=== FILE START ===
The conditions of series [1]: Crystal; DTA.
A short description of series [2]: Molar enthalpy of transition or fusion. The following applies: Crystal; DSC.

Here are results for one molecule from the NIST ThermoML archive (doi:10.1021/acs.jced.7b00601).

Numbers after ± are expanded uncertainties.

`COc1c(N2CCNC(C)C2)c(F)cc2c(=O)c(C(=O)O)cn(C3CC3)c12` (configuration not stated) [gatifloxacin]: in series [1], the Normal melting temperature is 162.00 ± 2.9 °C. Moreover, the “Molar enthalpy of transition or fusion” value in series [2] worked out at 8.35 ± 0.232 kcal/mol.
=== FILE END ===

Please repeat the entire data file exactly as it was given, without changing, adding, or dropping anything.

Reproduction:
The conditions of series [1]: Crystal; DTA.
A short description of series [2]: Molar enthalpy of transition or fusion. The following applies: Crystal; DSC.

Here are results for one molecule from the NIST ThermoML archive (doi:10.1021/acs.jced.7b00601).

Numbers after ± are expanded uncertainties.

`COc1c(N2CCNC(C)C2)c(F)cc2c(=O)c(C(=O)O)cn(C3CC3)c12` (configuration not stated) [gatifloxacin]: in series [1], the Normal melting temperature is 162.00 ± 2.9 °C. Moreover, the “Molar enthalpy of transition or fusion” value in series [2] worked out at 8.35 ± 0.232 kcal/mol.